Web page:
One of the biggest challenges in helping people living in poverty is locating them. The availability of accurate and reliable information on the location of poor areas is surprisingly lacking for much of the world, especially on the African continent. Aid groups and other international organizations often fill the gaps with door-to-door surveys, but these can be expensive and time-consuming.
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In the current issue of ScienceStanford researchers offer an accurate way to identify poverty in areas previously devoid of valuable survey information. The researchers used machine learning – the science of designing computer algorithms that learn from data – to extract information about poverty from high-resolution satellite images. In this case, the researchers relied on previous machine learning methods to find poor areas in five African countries.
“We have a limited number of surveys conducted in villages scattered across the African continent, but otherwise we have very little local-level information on poverty,” said the study’s co-author. Marshal BurkeAssistant Professor of Earth System Science at Stanford and Fellow at Center on Food Security and the Environment. “At the same time, we’re collecting all sorts of other data in those areas – like satellite imagery – all the time.”
The researchers sought to understand whether high-resolution satellite imagery – an unconventional but readily available source of data – could inform estimates of where poor people live. The difficulty was that while standard machine learning approaches work best when they can access large amounts of data, then there was little poverty data to begin with.
“There are few places in the world where we can tell with certainty on the computer whether the people living there are rich or poor,” said study lead author Neal Jean, a PhD student in computer science at Stanford’s School of Engineering. “This makes it difficult to extract useful information from the huge amount of daytime satellite imagery available.”
Since areas brighter at night are usually more developed, the solution was to combine high-resolution daytime images with images of Earth at night. The researchers used the data from the “night light” to identify features of high-resolution daytime imagery that are correlated with economic development.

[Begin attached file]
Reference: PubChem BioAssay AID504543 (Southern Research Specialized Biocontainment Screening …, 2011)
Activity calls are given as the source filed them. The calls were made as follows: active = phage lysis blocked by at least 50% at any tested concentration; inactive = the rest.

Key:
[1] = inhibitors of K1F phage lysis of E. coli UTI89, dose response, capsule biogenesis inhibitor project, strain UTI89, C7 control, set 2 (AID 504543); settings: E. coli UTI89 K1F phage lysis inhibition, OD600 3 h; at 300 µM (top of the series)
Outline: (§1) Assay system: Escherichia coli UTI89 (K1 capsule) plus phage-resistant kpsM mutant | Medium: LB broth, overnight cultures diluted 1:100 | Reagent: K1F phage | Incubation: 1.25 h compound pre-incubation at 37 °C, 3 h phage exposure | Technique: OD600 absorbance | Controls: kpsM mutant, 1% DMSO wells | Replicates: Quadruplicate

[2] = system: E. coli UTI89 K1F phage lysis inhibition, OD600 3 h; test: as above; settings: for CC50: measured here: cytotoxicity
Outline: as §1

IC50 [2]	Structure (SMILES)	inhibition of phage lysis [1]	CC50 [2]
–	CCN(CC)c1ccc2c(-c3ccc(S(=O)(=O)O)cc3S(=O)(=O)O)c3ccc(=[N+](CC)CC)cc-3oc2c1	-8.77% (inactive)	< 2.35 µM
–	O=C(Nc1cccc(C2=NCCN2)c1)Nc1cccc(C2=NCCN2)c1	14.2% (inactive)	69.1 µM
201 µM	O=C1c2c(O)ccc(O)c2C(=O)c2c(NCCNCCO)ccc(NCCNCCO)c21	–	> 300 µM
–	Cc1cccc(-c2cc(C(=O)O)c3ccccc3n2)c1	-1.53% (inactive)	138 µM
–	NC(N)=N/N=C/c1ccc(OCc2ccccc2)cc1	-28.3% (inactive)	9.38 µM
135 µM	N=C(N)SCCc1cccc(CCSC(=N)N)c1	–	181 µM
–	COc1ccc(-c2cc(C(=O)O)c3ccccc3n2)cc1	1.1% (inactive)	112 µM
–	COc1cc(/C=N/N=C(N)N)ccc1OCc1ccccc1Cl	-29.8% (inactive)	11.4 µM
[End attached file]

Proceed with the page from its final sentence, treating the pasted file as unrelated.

“Without being told what to look for, our machine learning algorithm learned to select from the images many things easily recognizable to humans – things like roads, urban areas and farmland” , said John. The researchers then used these features of daytime imagery to predict wealth at the village level, as measured in available survey data.
They found that this method did a surprisingly good job of predicting the distribution of poverty, outperforming existing approaches. These improved poverty maps could help aid organizations and policy makers distribute funds more effectively and adopt and evaluate policies more effectively.
“Our paper demonstrates the power of machine learning in this context,” said the study’s co-author. Stefano Ermonadjunct professor of computer science and courtesy fellow to Stanford Woods Institute for the Environment. “And because it’s cheap and scalable – requiring only satellite imagery – it could be used to map poverty around the world at very low cost.”
Co-authors of the study, titled “Combining Satellite Imagery and Machine Learning to Predict Poverty,” include Michael Xie of the Department of Computer Science at Stanford and David Lobell and W. Matthew Davis of the School of Stanford Earth, Energy and Environmental Sciences and the Center on Food Security and the Environment. For more information, visit the research group’s website at sustain.stanford.edu.